The North American Soccer League (NASL) is suing the US Soccer Federation (USFF) after the removal of its status as the second-tier competition in US club soccer.
The lawsuit, which was filed on Tuesday in a Brooklyn federal court, asks a judge to conclude that the USSF violated antitrust laws and further asks the court to grant the NASL unspecified relief. NASL said that USFF had illegally protected the monopoly position of its business partner, Major League Soccer (MLS), from American and Canadian competitors.
USFF has declined to comment publicly on the court case.
The NASL was founded in 2009, and first became active in 2011 with division two status. Earlier this year, however, the USSF promoted the United Soccer League (USL) from the third-tier category to second, and granted both the NASL and USL provisional division two status for 2017.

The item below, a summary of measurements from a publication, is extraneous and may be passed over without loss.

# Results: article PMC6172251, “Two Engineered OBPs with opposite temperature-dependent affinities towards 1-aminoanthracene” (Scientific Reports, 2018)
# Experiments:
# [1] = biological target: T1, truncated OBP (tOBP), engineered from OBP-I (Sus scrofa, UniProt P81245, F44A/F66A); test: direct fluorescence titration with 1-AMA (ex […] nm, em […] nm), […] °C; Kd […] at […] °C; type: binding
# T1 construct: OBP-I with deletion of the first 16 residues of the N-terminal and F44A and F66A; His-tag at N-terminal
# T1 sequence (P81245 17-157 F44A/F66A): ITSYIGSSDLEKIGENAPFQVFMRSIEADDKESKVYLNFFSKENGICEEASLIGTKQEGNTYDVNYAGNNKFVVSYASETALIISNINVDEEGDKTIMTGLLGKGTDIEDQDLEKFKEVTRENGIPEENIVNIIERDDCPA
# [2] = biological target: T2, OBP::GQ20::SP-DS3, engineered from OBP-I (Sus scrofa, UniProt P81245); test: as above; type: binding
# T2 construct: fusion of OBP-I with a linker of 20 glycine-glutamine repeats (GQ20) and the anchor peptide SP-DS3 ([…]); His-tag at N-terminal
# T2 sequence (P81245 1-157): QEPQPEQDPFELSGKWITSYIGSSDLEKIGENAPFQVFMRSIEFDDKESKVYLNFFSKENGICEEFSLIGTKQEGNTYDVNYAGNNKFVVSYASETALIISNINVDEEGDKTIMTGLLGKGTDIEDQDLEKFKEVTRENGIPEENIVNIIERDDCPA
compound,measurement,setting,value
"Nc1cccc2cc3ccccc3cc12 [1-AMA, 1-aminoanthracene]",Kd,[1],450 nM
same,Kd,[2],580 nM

Earlier this month, the USSF denied the NASL second-tier status for the 2018 campaign. It stated that the minimum requirements for second-tier status call for 12 teams in each league and noted that the NASL lost four of its participants in 2016, leaving only eight clubs to compete.
At the time, the NASL said that it was ‘disappointed with the decision’ and it did not believe that the federation acted in the best interest of the sport.
An NASL statement read: ‘US Soccer’s decision negatively affects many stakeholders in soccer: fans, players, coaches, referees, business partners, and the NASL club owners who have invested tens of millions of dollars promoting the sport. The decision also jeopardises the thousands of jobs created by the NASL and its member clubs.’